A Dutch court has dismissed a case brought by a trust company against journalists who reported on Angolan billionaire Isabel dos Santos as part of the Luanda Leaks investigation.
The civil court in Amsterdam rejected United International Management’s claims that local newspaper Het Financieele Dagblad had incorrectly characterized the firm’s relationship with dos Santos and her husband, Sindika Dokolo.
United International Management alleged that Het Financieele Dagblad, editor-in-chief Jan Bonjer and journalist Gaby de Groot wrongly suggested in a story that the trust company had cut ties with dos Santos-related companies under pressure from Dutch regulators. United International Management also alleged that the newspaper provided insufficient time to answer questions.
Judge Mirjam van Walraven rejected all of United International Management’s claims.
Judge van Walraven found that Het Financieele Dagblad had accurately and properly relied on documents from Luanda Leaks. She also rejected a claim that the newspaper, which gave United International Management one month to reply, had been unfair.
The lawsuit shows the determination of some parties in the trust sector to obstruct our work as journalists – Prisco Battes
Het Financieele Dagblad deputy editor-in-chief Prisco Battes told ICIJ: “We are very satisfied to have won the case on all counts. The lawsuit, however, shows the determination of some parties in the trust sector to obstruct our work as journalists rather than to be accountable to the public for their actions.”
Luanda Leaks, coordinated by ICIJ, revealed how dos Santos and her husband relied on specialists, including United International Management, to help move hundreds of millions of dollars in public money out of Angola, much of it into offshore tax havens. The Luanda Leaks revelations are based on records obtained by the Platform to Project Whistleblowers in Africa and shared with ICIJ.
From 2013 until 2016, United International Management provided services to a suite of companies owned by Dokolo and dos Santos.
They include one entity used by Dokolo to acquire a stake in the Portuguese energy company Galp in a preferential deal with the Angolan state, while his father-in-law was the nation’s president. The stake was acquired for $99 million, but with a down payment of just $15 million that the state oil company agreed to loan to Dokolo’s company, according to Luanda Leaks documents. The stake is now worth an estimated $800 million.
Angolan authorities now allege that Dokolo and dos Santos have not repaid the full purchase price. The couple denies the claim.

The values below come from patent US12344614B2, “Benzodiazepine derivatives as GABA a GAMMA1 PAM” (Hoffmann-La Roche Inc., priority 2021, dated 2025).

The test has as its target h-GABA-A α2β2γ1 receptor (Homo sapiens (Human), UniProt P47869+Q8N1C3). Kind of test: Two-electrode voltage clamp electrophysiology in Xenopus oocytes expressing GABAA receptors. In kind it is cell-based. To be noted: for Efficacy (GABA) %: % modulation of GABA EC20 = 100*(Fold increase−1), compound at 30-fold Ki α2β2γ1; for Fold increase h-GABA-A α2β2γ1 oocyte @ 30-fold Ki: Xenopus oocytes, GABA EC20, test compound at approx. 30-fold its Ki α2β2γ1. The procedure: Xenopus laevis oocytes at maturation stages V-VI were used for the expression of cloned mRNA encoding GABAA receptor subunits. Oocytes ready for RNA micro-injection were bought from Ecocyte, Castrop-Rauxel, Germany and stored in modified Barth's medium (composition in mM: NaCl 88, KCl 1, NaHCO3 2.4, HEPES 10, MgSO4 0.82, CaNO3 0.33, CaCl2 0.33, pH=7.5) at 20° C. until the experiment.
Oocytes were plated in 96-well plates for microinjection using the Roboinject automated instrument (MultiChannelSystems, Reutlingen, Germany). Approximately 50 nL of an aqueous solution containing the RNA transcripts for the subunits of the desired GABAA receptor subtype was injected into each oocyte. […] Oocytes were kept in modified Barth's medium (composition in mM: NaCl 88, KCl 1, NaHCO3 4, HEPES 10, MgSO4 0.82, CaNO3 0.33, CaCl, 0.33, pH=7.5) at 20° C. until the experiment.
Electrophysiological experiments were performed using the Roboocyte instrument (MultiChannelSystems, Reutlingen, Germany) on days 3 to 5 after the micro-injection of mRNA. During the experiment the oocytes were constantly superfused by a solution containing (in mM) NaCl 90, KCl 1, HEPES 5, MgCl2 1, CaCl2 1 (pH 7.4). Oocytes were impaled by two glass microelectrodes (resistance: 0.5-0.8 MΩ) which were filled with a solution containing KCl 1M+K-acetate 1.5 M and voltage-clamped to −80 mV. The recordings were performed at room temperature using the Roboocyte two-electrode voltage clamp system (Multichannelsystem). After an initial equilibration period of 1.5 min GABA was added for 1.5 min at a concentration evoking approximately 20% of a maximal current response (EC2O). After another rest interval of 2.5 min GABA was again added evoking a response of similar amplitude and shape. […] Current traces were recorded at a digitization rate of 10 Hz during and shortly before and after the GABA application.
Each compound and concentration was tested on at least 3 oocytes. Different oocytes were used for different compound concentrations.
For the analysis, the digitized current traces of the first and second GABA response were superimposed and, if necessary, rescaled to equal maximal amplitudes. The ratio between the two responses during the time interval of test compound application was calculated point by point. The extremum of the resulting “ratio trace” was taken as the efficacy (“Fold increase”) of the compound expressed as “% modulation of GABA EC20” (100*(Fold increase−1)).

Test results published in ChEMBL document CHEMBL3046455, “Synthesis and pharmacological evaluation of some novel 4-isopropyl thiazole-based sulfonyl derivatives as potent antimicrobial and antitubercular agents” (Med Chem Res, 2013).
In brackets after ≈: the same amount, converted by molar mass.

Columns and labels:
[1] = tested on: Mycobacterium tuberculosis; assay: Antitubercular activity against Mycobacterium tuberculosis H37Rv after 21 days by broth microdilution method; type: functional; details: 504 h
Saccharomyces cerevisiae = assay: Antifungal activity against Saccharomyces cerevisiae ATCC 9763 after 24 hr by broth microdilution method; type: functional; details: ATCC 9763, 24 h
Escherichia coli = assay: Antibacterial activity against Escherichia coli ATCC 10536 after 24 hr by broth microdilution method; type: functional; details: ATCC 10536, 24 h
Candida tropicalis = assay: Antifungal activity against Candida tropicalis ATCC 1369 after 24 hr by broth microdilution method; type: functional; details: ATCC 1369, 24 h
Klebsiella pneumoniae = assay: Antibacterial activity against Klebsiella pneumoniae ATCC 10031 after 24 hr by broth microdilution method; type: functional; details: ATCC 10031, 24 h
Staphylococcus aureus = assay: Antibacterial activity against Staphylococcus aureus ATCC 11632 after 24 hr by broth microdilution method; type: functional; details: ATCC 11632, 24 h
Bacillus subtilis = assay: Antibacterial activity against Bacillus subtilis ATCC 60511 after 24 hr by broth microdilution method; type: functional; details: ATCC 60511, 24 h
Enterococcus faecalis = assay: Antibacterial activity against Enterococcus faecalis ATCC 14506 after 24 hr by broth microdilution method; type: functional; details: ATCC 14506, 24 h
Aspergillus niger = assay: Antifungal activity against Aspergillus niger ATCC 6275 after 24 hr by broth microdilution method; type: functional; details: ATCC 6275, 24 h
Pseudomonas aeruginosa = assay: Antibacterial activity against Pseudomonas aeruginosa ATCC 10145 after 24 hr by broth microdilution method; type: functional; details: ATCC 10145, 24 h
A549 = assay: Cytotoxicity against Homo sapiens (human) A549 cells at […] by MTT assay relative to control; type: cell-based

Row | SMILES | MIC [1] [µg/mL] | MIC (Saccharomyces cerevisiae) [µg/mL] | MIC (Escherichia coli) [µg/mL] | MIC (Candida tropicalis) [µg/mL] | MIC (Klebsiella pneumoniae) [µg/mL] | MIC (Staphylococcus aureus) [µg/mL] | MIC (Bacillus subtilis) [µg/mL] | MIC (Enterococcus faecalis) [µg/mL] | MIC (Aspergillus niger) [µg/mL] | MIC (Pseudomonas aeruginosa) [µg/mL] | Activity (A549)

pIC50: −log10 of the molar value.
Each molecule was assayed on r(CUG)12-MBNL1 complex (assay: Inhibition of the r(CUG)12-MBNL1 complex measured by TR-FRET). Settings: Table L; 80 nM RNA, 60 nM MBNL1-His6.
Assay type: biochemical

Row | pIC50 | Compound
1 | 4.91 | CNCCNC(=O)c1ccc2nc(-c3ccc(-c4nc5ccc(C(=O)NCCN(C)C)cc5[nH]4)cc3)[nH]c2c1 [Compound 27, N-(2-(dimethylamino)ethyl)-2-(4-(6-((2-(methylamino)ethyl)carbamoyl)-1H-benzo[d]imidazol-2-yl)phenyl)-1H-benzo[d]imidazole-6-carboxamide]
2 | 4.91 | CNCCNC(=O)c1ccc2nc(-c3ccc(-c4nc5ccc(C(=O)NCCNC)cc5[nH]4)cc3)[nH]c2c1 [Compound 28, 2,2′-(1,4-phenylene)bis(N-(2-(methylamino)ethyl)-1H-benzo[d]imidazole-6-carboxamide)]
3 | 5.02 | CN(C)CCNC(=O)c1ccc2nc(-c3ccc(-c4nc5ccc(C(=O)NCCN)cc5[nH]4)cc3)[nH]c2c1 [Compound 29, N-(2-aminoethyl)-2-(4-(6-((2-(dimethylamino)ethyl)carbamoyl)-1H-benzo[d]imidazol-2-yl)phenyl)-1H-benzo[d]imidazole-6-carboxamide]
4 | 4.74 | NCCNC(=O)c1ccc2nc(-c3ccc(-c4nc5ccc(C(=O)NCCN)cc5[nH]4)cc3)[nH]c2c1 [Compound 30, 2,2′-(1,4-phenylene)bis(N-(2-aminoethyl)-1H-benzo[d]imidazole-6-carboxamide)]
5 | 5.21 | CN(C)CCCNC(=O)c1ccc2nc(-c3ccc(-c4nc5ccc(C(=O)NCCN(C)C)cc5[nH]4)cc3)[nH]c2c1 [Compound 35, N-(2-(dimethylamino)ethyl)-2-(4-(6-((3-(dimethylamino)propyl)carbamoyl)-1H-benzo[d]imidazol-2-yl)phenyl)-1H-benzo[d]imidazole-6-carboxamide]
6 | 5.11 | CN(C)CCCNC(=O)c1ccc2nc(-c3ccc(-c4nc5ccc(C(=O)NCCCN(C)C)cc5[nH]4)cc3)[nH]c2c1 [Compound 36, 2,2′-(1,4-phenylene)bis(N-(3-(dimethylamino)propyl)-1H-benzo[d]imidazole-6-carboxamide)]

Het Financieele Dagblad reported on dos Santos and Dokolo’s business in the Netherlands using leaked emails, corporate records and interviews.
In one email dated July 23, 2015, dos Santos’ advisers wrote about meeting United International Management in Amsterdam. The trust company told dos Santos’ advisers that they were under pressure from Dutch regulators, according to the email. United International Management said it no longer wanted to act as Exem’s directors, according to the advisers’ email.
Dos Santos’ advisers discussed how to work with United International Management, albeit with legal, accounting and tax arrangements that would draw less attention from authorities, according to emails.
“There is a problem for which we must find a solution,” wrote one dos Santos adviser, according to documents from Luanda Leaks. “Trying other smaller trust companies that are not immediately on the radar.”
Dutch trust companies have come under increasing scrutiny. A 2017, parliamentary inquiry found that “many trust offices based in the Netherlands and beyond ignore international laws and regulations, facilitating money laundering, corruption and tax avoidance.”
United denies wrongdoing and said it was unaware of the email sent by dos Santos’ advisers in which an alternative option “not immediately on the radar” was discussed.
In December 2019, after ICIJ and media partners contacted dos Santos with questions about her business deals, a court in Angola froze her assets, alleging that she, Dokolo and a Portuguese adviser caused the state losses of more than $1 billion.
In January, Angolan prosecutors formally accused dos Santos of embezzlement and money laundering. Dos Santos and Dokolo deny wrongdoing and have called investigations into their businesses a “witch hunt.”